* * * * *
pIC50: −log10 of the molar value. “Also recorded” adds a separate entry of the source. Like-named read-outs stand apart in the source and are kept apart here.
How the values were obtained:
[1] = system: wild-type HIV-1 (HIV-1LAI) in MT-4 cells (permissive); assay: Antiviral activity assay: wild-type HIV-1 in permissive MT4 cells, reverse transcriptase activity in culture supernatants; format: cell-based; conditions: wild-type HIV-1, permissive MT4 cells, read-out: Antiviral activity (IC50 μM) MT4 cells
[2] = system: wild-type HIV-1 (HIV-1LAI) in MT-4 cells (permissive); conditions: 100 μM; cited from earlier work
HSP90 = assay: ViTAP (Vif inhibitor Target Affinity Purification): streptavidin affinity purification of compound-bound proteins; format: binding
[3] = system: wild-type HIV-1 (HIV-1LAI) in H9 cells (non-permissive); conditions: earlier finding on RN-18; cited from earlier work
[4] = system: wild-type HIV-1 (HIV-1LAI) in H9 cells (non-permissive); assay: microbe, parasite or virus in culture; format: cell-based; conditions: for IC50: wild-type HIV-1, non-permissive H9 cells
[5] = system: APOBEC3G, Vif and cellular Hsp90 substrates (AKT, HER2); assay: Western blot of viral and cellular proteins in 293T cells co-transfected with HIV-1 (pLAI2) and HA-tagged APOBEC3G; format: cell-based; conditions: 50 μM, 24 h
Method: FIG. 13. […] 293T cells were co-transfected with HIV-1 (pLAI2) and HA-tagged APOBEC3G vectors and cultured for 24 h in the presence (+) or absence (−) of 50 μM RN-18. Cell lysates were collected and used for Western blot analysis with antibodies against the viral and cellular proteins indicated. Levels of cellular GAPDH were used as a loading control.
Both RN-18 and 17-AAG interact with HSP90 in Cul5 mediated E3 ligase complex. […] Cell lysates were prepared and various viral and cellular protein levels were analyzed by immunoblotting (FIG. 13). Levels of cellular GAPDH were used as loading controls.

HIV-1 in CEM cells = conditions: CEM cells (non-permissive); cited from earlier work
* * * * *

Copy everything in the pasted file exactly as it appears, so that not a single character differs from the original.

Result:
pIC50: −log10 of the molar value. “Also recorded” adds a separate entry of the source. Like-named read-outs stand apart in the source and are kept apart here.
How the values were obtained:
[1] = system: wild-type HIV-1 (HIV-1LAI) in MT-4 cells (permissive); assay: Antiviral activity assay: wild-type HIV-1 in permissive MT4 cells, reverse transcriptase activity in culture supernatants; format: cell-based; conditions: wild-type HIV-1, permissive MT4 cells, read-out: Antiviral activity (IC50 μM) MT4 cells
[2] = system: wild-type HIV-1 (HIV-1LAI) in MT-4 cells (permissive); conditions: 100 μM; cited from earlier work
HSP90 = assay: ViTAP (Vif inhibitor Target Affinity Purification): streptavidin affinity purification of compound-bound proteins; format: binding
[3] = system: wild-type HIV-1 (HIV-1LAI) in H9 cells (non-permissive); conditions: earlier finding on RN-18; cited from earlier work
[4] = system: wild-type HIV-1 (HIV-1LAI) in H9 cells (non-permissive); assay: microbe, parasite or virus in culture; format: cell-based; conditions: for IC50: wild-type HIV-1, non-permissive H9 cells
[5] = system: APOBEC3G, Vif and cellular Hsp90 substrates (AKT, HER2); assay: Western blot of viral and cellular proteins in 293T cells co-transfected with HIV-1 (pLAI2) and HA-tagged APOBEC3G; format: cell-based; conditions: 50 μM, 24 h
Method: FIG. 13. […] 293T cells were co-transfected with HIV-1 (pLAI2) and HA-tagged APOBEC3G vectors and cultured for 24 h in the presence (+) or absence (−) of 50 μM RN-18. Cell lysates were collected and used for Western blot analysis with antibodies against the viral and cellular proteins indicated. Levels of cellular GAPDH were used as a loading control.
Both RN-18 and 17-AAG interact with HSP90 in Cul5 mediated E3 ligase complex. […] Cell lysates were prepared and various viral and cellular protein levels were analyzed by immunoblotting (FIG. 13). Levels of cellular GAPDH were used as loading controls.

HIV-1 in CEM cells = conditions: CEM cells (non-permissive); cited from earlier work